During the recent aftermath of the Japanese earthquake, I’ve had one recurring thought: This sounds familiar.
In the mid-1980s, when I was about 10 years old, I would load a favorite “game” from cassette on my Atari 400: SCRAM.
As the manual indicates, this nuclear power plant simulation eerily predicted current events. As a child, I found it captivating, and a little later I would tour Three Mile Island with my father, and stand awestruck within the immense, disused cooling tower of the TMI-2 reactor.
SCRAM’s creator no longer seems to respect his program:
Chris Crawford said that, if he could do SCRAM all over again he'd start by asking himself "What is fun and interesting about nuclear power plants?" and, to which he'd answer "not much", and then he'd scrap SCRAM outright.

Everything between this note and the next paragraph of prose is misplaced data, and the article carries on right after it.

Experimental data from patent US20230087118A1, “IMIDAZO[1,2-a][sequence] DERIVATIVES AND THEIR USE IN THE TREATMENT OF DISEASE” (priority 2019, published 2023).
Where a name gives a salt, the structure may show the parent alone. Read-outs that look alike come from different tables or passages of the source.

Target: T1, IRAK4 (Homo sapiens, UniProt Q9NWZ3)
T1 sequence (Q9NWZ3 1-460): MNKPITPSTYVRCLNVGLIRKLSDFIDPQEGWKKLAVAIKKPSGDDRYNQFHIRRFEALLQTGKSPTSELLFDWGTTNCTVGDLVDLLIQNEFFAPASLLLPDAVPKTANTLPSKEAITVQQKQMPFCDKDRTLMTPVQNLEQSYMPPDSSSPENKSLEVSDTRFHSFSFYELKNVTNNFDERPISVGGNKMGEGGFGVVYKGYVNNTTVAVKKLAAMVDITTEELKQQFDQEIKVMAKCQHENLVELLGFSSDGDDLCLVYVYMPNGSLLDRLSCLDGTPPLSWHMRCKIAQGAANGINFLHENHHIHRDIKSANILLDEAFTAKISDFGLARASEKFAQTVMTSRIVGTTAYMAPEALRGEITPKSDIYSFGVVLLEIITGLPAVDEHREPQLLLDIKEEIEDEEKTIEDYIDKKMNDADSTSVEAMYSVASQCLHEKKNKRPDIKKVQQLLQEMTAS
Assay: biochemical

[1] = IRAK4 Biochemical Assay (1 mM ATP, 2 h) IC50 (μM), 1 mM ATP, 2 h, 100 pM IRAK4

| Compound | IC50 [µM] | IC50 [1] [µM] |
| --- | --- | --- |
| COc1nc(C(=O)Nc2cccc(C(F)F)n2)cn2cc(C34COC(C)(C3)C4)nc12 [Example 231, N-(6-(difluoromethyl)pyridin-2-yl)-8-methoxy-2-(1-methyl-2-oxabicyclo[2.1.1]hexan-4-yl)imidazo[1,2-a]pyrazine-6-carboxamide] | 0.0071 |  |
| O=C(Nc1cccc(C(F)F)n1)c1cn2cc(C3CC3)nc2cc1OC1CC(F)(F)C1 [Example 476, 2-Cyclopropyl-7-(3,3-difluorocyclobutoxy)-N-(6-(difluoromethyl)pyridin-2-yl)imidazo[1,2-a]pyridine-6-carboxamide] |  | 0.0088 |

This discouragement is unfortunate. If nothing else, SCRAM taught me the basics of how a nuclear plant works, and the technical risks involved. A quarter century later, the lessons of his educational software have stuck with me, and put me in a better position to follow the news reports from Japan. And who knows, perhaps 25 years ago, some Japanese kid impatiently watched his Atari’s “Mt. Fuji” logo as SCRAM loaded from the cassette drive… and became inspired to enter a field where he or she is heroically making a difference today.
Even with the alarming events transpiring at Japan’s nuclear plants, I believe that nuclear power is beneficial when compared to the underappreciated human and environmental cost of fossil fuel generation. I hope that Japan prevails in its efforts to contain the current damage with minimal human cost, and that we do not derail the further development of nuclear power, with decades of additional engineering and safety research, in a fit of overreaction.